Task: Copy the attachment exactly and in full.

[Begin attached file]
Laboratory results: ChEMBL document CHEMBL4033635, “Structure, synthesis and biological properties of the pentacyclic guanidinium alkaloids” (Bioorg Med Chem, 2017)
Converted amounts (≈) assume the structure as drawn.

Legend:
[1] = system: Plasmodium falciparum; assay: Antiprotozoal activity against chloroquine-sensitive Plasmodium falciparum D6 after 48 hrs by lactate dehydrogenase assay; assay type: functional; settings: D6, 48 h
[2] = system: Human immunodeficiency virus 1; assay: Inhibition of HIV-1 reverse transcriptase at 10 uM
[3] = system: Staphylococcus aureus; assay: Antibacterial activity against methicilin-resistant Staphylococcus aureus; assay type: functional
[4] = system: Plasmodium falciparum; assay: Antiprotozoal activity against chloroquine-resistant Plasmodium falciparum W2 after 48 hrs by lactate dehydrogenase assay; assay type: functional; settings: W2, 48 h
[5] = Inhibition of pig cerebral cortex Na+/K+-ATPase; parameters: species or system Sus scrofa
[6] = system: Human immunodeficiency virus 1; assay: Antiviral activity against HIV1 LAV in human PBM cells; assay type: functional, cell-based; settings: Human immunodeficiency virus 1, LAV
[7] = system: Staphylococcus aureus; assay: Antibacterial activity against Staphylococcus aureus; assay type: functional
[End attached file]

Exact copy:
Laboratory results: ChEMBL document CHEMBL4033635, “Structure, synthesis and biological properties of the pentacyclic guanidinium alkaloids” (Bioorg Med Chem, 2017)
Converted amounts (≈) assume the structure as drawn.

Legend:
[1] = system: Plasmodium falciparum; assay: Antiprotozoal activity against chloroquine-sensitive Plasmodium falciparum D6 after 48 hrs by lactate dehydrogenase assay; assay type: functional; settings: D6, 48 h
[2] = system: Human immunodeficiency virus 1; assay: Inhibition of HIV-1 reverse transcriptase at 10 uM
[3] = system: Staphylococcus aureus; assay: Antibacterial activity against methicilin-resistant Staphylococcus aureus; assay type: functional
[4] = system: Plasmodium falciparum; assay: Antiprotozoal activity against chloroquine-resistant Plasmodium falciparum W2 after 48 hrs by lactate dehydrogenase assay; assay type: functional; settings: W2, 48 h
[5] = Inhibition of pig cerebral cortex Na+/K+-ATPase; parameters: species or system Sus scrofa
[6] = system: Human immunodeficiency virus 1; assay: Antiviral activity against HIV1 LAV in human PBM cells; assay type: functional, cell-based; settings: Human immunodeficiency virus 1, LAV
[7] = system: Staphylococcus aureus; assay: Antibacterial activity against Staphylococcus aureus; assay type: functional